Ethiopian troops cross into Somalia: witnesses
Ethiopian forces were also reported in the Hiran region at the town of Beletweyne, some 30 kilometres (18 miles) into Somalia, an area contested by Islamist Shebab rebels and pro-government militia.
“They are here, the Ethiopian soldiers in trucks have reached Beletweyne with many forces,” said elder Ahmed Liban. “The Shebab in the area are pulling back, away from them.”
But Ethiopia dismissed the reports outright.
“It is absolutely not true, there are absolutely no troops in Somalia,” said Ethiopian foreign ministry spokesman Dina Mufti. “People are simply speculating.”
Small numbers of Ethiopian forces have been reported operating in Somali border regions in the recent past, but witnesses said the scale of troop movements was this time far larger.
If confirmed, it would be Addis Ababa’s first large scale incursion since it invaded Somalia in 2006 with US backing.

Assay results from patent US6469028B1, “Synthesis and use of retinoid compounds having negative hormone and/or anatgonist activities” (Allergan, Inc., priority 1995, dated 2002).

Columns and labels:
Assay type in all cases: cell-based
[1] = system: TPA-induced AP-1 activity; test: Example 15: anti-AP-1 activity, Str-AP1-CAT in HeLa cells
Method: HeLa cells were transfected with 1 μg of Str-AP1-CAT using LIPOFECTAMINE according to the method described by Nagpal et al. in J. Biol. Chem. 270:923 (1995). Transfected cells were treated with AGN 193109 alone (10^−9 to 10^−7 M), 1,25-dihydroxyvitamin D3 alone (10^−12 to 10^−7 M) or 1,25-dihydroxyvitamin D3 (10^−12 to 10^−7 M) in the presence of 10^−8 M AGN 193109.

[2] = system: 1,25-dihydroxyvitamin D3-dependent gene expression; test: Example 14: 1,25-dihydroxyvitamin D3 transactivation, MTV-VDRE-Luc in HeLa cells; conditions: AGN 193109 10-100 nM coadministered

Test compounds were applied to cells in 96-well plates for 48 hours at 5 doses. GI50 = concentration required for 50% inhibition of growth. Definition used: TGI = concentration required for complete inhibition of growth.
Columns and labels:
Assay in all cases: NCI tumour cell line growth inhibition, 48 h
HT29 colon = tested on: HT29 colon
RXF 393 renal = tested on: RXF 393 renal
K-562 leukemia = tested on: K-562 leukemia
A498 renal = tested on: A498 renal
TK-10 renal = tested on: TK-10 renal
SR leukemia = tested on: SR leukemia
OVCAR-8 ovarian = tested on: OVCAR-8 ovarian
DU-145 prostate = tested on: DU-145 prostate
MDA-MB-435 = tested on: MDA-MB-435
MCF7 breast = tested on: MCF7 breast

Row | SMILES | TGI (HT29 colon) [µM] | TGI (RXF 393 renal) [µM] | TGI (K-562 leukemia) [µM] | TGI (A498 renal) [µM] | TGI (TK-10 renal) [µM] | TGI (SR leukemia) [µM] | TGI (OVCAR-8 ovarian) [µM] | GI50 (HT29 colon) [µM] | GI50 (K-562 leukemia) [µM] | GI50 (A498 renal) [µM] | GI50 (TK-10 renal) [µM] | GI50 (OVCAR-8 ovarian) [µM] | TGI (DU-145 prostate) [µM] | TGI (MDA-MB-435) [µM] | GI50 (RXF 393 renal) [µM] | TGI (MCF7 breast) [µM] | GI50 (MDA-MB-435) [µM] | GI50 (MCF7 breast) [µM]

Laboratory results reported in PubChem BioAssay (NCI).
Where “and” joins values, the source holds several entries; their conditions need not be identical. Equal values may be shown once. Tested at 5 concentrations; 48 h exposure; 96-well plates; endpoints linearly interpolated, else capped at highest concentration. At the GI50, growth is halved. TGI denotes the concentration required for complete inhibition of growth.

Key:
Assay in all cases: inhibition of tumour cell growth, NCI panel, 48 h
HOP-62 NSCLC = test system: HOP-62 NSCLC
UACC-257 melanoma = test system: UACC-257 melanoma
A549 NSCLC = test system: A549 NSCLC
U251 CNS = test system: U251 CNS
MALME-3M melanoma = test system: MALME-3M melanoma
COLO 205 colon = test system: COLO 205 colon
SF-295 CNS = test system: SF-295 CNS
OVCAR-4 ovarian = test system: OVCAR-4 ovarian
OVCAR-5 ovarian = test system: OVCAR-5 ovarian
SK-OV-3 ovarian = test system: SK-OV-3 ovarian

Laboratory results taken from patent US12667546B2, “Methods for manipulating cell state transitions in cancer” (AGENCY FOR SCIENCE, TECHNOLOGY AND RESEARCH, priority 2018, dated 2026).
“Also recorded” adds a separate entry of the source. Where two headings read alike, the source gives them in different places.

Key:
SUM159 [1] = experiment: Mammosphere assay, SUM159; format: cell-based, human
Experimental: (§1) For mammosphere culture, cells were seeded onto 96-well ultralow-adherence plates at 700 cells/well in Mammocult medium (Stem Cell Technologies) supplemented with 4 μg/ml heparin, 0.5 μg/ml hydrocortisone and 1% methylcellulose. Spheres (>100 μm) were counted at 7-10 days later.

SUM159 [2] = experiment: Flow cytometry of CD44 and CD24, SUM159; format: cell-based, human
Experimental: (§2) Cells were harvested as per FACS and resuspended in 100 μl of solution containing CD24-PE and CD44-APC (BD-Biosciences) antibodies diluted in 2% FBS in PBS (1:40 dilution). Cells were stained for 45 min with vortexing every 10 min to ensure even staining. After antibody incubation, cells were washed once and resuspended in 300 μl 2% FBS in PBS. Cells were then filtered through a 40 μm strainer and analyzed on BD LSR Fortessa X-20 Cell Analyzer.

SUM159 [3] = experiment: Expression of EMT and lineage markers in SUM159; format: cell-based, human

Ethiopia pulled out three years later after failing to restore order in its lawless neighbour, which has lacked a functioning government for two decades.
The Galgudud area is largely under the control of an anti-Shebab militia called Ahlu Sunna wal Jamaa, factions of which have close ties with Ethiopia.
Ethiopian soldiers were reported to be up to 50 kilometres (30 miles) inside Somalia in that area.
Hardline Shebab insurgents control much of southern Somalia, but are battling both the Western-backed government in Mogadishu and Kenyan troops in the far south, who crossed the border last month to attack rebel strongholds.
African Union officials and members of the regional peacekeeping body, the Intergovernmental Authority on Development (IGAD), held talks this week on bolstering the 9,700-strong AU Mission in Somalia (AMISOM).
But no decision for Ethiopia to join Ugandan and Burundian forces in the mission had been made, Dina said.
“There is an intention on the part of IGAD members to bolster peacekeeping forces, because as you know the regional countries are working on increasing the numbers of AMISOM,” Dina said.
“As to Ethiopian (troops) there is nothing that has been decided.”
The humanitarian crisis in central and southern Somalia sparked by years of conflict and extreme drought is the worst in the world, the United Nations said Friday, with nearly 250,000 people facing imminent starvation.
Although the UN downgraded three famine alerts Friday to emergency levels, three other famine zones remain, and aid agencies warn that conflict is hampering access to those in need.